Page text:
In an era characterised by constant change, the need for diverse input into decision-making is essential and we must not restrict ourselves to the perspective of one demographic. Companies are now facing more complex issues – the call to action on Black Lives Matter, inclusion’s growing importance, dealing with the impacts of the pandemic and remote working – placing a spotlight on diversity initiatives and how employers understand, recognise and handle change.
Introducing a NED can also bring a new perspective, challenging the thoughts of the CEO and other board members, holding them to account and providing the strategic, independent oversight needed to guide and influence key decision-making. As a result, diversity of thought can help your organisation grow, identify risks, spot opportunities and outperform others.
In placing a core focus on change management, and ensuring your executive team have the tool of diversity of thought at disposal, organisations can truly benefit from the experiences and knowledge of the senior team. Boards – and therefore companies – are better advocates for diversity when they themselves are actively advocating for it. Placing an emphasis on narrowing disparities in pay, promotions and the treatment of different lived experiences, backgrounds and cultures will not only begin to remove some of the obstacles faced by underrepresented employees, but to establish a more open, accepting company culture.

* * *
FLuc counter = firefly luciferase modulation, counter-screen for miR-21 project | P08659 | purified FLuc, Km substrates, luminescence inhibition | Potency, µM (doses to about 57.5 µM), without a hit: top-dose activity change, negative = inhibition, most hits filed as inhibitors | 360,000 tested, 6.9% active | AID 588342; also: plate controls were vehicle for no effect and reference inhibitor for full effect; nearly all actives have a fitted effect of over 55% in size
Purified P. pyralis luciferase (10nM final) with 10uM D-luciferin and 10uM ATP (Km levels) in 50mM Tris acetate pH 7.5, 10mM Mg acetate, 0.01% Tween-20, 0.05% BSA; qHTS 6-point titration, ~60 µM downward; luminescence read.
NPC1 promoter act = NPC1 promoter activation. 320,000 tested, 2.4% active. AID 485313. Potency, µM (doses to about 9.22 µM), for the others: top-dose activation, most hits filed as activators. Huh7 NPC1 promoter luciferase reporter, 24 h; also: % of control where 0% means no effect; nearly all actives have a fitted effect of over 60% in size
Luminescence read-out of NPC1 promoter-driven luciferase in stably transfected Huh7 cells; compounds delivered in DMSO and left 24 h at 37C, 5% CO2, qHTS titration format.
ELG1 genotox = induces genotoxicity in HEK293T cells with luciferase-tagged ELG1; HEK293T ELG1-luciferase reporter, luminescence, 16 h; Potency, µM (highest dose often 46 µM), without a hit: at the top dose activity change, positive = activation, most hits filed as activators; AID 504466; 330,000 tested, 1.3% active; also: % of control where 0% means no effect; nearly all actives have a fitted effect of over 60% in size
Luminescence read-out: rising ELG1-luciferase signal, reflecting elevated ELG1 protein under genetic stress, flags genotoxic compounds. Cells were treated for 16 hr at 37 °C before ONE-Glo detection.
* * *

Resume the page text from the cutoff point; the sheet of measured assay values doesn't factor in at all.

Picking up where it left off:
The ways that we can develop a diverse boardroom are varied. Ensuring that you manage and maintain your talent pipeline, which also includes changing your mindset, alongside learning and development strategies, is key here. Candidates require the investment of time and active engagement with progression opportunities to fill senior positions.
There are several key action points for organisations to take on board to diversify their board and embrace the insight that this brings:
• Celebrate visible role models across all levels of the organisation.
• Understand the difference between culture add and culture fit and adapt your hiring strategy to welcome candidates that enhance the business’ ambitions.
• Nurture and develop your talent pipeline to provide opportunities for future leaders to take a seat at the boardroom table.
Our boardrooms are evolving. We are moving away from homogeneity, towards what is slowly become a thriving and increasingly diverse and inclusive boardroom table. The past year has provided a number of learnings for senior leadership teams and taking the time to consider how a board ‘thinks’ and ‘works’ is now a crucial element of successful change management.
Audeliss believe diversity of thought is one of the biggest competitive advantages to any leadership team. If you would like to discuss how to make your workplace an inclusive environment or are looking to recruit more diverse talent, then speak to a member of the team, who would be happy to help.